Judge Carlton W Reeves of US District Court in Jackson, the Mississippi capital, ruled that it “disregards” the 14th Amendment’s promise of due process and defied the US Supreme Court’s existing precedents on abortion rights.
He said: “The state chose to pass a law it knew was unconstitutional to endorse a decades-long campaign, fuelled by national interest groups, to ask the Supreme Court to overturn Roe v. Wade. This court follows the commands of the Supreme Court and the dictates of the United States Constitution, rather than the disingenuous calculations of the Mississippi Legislature.”
He added, in a footnote, that the Legislature’s “professed interest in ‘women’s health’ is pure gaslighting” and that Mississippi officials challenge abortion rights but “choose not to lift a finger to address the tragedies lurking on the other side of the delivery room: our alarming infant and maternal mortality rates.”
Judge Reeves, who cited evidence that viability begins at between 23 and 24 weeks, issued his decision about eight months after the Republican-dominated Mississippi state government enacted the law, which banned abortions if “the probable gestational age of the unborn human” was determined to be more than 15 weeks. The statute included narrow exceptions for medical emergencies or “a severe fetal abnormality.”
The law drew a same-day court challenge by the Jackson Women’s Health Organisation, the state’s only provider of abortion services, and Judge Reeves responded almost as quickly with an order that barred the law from being enforced. It was not earlier this week that he issued a permanent injunction and described the law as “a facially unconstitutional ban on abortions prior to viability.”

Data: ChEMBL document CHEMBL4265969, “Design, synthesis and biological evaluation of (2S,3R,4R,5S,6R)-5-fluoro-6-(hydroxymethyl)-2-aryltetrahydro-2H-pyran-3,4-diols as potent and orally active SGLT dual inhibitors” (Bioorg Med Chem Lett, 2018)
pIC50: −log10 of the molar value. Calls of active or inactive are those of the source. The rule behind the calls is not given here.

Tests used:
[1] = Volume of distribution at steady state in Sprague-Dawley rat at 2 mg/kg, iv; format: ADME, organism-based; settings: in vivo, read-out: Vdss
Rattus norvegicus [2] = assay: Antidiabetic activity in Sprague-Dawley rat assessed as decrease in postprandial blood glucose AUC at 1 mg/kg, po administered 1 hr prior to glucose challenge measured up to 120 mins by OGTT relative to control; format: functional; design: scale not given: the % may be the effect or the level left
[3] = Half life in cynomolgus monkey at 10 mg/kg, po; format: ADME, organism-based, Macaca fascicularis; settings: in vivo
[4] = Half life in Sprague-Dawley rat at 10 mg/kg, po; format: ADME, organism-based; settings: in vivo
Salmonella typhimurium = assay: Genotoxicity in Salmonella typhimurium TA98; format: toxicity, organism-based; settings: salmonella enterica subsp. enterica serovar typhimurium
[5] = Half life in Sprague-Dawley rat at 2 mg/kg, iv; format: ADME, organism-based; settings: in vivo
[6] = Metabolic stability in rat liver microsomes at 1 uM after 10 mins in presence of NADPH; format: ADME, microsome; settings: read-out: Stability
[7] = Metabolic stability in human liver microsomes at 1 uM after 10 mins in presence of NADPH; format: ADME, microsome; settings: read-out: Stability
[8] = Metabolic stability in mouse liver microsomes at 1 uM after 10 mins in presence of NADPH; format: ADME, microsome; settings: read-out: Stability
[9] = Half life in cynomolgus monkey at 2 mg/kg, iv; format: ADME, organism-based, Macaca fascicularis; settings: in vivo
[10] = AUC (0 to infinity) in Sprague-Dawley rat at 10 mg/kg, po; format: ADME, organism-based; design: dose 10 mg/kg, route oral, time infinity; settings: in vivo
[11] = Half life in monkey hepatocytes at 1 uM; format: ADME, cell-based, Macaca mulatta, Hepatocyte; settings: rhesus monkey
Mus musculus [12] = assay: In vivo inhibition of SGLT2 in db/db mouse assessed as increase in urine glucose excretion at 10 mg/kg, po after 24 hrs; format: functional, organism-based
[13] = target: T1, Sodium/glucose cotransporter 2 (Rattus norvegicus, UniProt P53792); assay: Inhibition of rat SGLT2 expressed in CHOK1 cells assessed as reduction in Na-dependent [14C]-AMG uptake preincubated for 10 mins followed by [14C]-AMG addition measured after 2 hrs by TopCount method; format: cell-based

But the justice, who was appointed to the bench by President Barack Obama, said the law may have been the foundation of a “deliberate effort” by Mississippi politicians to overturn Roe v Wade, which recognised a nationwide right to an abortion.
“With the recent changes in the membership of the Supreme Court, it may be that the state believes divine providence covered the Capitol when it passed this legislation,” Judge Reeves wrote. “Time will tell. If overturning Roe is the state’s desired result, the state will have to seek that relief from a higher court. For now, the United States Supreme Court has spoken.”
The US Court of Appeals for the fifth Circuit, among the nation’s most conservative appellate benches, would consider an appeal by the state. The Mississippi attorney general’s office did not respond to a message, and Governor Phil Bryant, who was travelling abroad on Tuesday, did not immediately comment. But Bryant, who last week described the abortion rate of African-Americans as “genocide,” championed the now-blocked law when he signed it in March, declaring, “We are saving more of the unborn than any state in America, and what better thing could we do?”
Critics of the law regarded Reeves’ decision as a warning to other states that might consider similar legislation.
“Today’s decision should be a wake-up call for state lawmakers who are continuously trying to chip away at abortion access,” said Nancy Northup, the president and chief executive of the Center for Reproductive Rights, which was involved in the Mississippi litigation. “Such bans will not stand in a court of law.”
The New York Times
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